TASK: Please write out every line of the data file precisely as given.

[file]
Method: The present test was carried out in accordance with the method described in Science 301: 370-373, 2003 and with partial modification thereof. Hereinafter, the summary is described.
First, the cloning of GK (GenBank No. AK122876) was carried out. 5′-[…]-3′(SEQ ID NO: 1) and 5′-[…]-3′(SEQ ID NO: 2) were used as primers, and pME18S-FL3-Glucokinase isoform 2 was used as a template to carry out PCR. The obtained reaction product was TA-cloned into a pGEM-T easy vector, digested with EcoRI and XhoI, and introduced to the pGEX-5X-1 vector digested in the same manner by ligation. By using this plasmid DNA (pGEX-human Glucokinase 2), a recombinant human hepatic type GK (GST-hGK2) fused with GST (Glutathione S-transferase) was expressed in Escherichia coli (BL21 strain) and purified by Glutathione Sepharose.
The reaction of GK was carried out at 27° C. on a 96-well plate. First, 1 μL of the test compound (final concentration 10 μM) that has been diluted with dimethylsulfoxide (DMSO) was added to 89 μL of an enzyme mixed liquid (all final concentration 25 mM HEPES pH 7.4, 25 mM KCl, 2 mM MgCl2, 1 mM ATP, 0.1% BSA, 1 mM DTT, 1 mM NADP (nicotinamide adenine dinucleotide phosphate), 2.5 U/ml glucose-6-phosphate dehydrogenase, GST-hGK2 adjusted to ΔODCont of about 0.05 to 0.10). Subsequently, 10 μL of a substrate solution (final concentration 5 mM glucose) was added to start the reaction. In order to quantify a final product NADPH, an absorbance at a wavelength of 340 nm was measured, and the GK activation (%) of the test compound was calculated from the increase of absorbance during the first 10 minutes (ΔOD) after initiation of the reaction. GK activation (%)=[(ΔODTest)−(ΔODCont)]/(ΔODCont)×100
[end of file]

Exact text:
Method: The present test was carried out in accordance with the method described in Science 301: 370-373, 2003 and with partial modification thereof. Hereinafter, the summary is described.
First, the cloning of GK (GenBank No. AK122876) was carried out. 5′-[…]-3′(SEQ ID NO: 1) and 5′-[…]-3′(SEQ ID NO: 2) were used as primers, and pME18S-FL3-Glucokinase isoform 2 was used as a template to carry out PCR. The obtained reaction product was TA-cloned into a pGEM-T easy vector, digested with EcoRI and XhoI, and introduced to the pGEX-5X-1 vector digested in the same manner by ligation. By using this plasmid DNA (pGEX-human Glucokinase 2), a recombinant human hepatic type GK (GST-hGK2) fused with GST (Glutathione S-transferase) was expressed in Escherichia coli (BL21 strain) and purified by Glutathione Sepharose.
The reaction of GK was carried out at 27° C. on a 96-well plate. First, 1 μL of the test compound (final concentration 10 μM) that has been diluted with dimethylsulfoxide (DMSO) was added to 89 μL of an enzyme mixed liquid (all final concentration 25 mM HEPES pH 7.4, 25 mM KCl, 2 mM MgCl2, 1 mM ATP, 0.1% BSA, 1 mM DTT, 1 mM NADP (nicotinamide adenine dinucleotide phosphate), 2.5 U/ml glucose-6-phosphate dehydrogenase, GST-hGK2 adjusted to ΔODCont of about 0.05 to 0.10). Subsequently, 10 μL of a substrate solution (final concentration 5 mM glucose) was added to start the reaction. In order to quantify a final product NADPH, an absorbance at a wavelength of 340 nm was measured, and the GK activation (%) of the test compound was calculated from the increase of absorbance during the first 10 minutes (ΔOD) after initiation of the reaction. GK activation (%)=[(ΔODTest)−(ΔODCont)]/(ΔODCont)×100